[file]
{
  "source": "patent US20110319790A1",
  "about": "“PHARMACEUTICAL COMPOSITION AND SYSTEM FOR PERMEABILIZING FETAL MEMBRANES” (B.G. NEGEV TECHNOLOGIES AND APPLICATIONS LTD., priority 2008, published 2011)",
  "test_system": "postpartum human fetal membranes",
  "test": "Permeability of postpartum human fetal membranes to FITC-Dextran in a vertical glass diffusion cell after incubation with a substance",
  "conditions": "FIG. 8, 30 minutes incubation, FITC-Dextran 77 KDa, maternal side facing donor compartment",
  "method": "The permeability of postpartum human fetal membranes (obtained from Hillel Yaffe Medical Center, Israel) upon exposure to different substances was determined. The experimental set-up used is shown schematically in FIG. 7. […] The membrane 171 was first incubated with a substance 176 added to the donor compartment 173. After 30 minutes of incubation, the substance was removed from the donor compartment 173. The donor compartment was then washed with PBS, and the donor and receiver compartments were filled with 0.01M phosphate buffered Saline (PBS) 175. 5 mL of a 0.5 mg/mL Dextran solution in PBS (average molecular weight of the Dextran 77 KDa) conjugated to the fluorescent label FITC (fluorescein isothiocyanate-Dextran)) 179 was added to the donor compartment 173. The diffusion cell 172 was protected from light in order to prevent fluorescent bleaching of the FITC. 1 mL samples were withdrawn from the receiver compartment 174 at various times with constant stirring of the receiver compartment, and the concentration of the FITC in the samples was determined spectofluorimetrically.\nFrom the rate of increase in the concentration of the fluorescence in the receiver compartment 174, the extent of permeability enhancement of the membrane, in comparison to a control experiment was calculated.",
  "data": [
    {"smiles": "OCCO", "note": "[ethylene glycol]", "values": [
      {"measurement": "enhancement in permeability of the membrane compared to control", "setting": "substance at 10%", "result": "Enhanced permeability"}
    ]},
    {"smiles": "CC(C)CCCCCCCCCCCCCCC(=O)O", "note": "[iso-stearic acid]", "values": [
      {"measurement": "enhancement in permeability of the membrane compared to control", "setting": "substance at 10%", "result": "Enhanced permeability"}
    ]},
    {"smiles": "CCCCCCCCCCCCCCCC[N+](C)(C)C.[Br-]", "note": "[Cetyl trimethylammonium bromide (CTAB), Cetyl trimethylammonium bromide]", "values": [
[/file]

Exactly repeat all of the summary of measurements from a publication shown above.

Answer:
{
  "source": "patent US20110319790A1",
  "about": "“PHARMACEUTICAL COMPOSITION AND SYSTEM FOR PERMEABILIZING FETAL MEMBRANES” (B.G. NEGEV TECHNOLOGIES AND APPLICATIONS LTD., priority 2008, published 2011)",
  "test_system": "postpartum human fetal membranes",
  "test": "Permeability of postpartum human fetal membranes to FITC-Dextran in a vertical glass diffusion cell after incubation with a substance",
  "conditions": "FIG. 8, 30 minutes incubation, FITC-Dextran 77 KDa, maternal side facing donor compartment",
  "method": "The permeability of postpartum human fetal membranes (obtained from Hillel Yaffe Medical Center, Israel) upon exposure to different substances was determined. The experimental set-up used is shown schematically in FIG. 7. […] The membrane 171 was first incubated with a substance 176 added to the donor compartment 173. After 30 minutes of incubation, the substance was removed from the donor compartment 173. The donor compartment was then washed with PBS, and the donor and receiver compartments were filled with 0.01M phosphate buffered Saline (PBS) 175. 5 mL of a 0.5 mg/mL Dextran solution in PBS (average molecular weight of the Dextran 77 KDa) conjugated to the fluorescent label FITC (fluorescein isothiocyanate-Dextran)) 179 was added to the donor compartment 173. The diffusion cell 172 was protected from light in order to prevent fluorescent bleaching of the FITC. 1 mL samples were withdrawn from the receiver compartment 174 at various times with constant stirring of the receiver compartment, and the concentration of the FITC in the samples was determined spectofluorimetrically.\nFrom the rate of increase in the concentration of the fluorescence in the receiver compartment 174, the extent of permeability enhancement of the membrane, in comparison to a control experiment was calculated.",
  "data": [
    {"smiles": "OCCO", "note": "[ethylene glycol]", "values": [
      {"measurement": "enhancement in permeability of the membrane compared to control", "setting": "substance at 10%", "result": "Enhanced permeability"}
    ]},
    {"smiles": "CC(C)CCCCCCCCCCCCCCC(=O)O", "note": "[iso-stearic acid]", "values": [
      {"measurement": "enhancement in permeability of the membrane compared to control", "setting": "substance at 10%", "result": "Enhanced permeability"}
    ]},
    {"smiles": "CCCCCCCCCCCCCCCC[N+](C)(C)C.[Br-]", "note": "[Cetyl trimethylammonium bromide (CTAB), Cetyl trimethylammonium bromide]", "values": [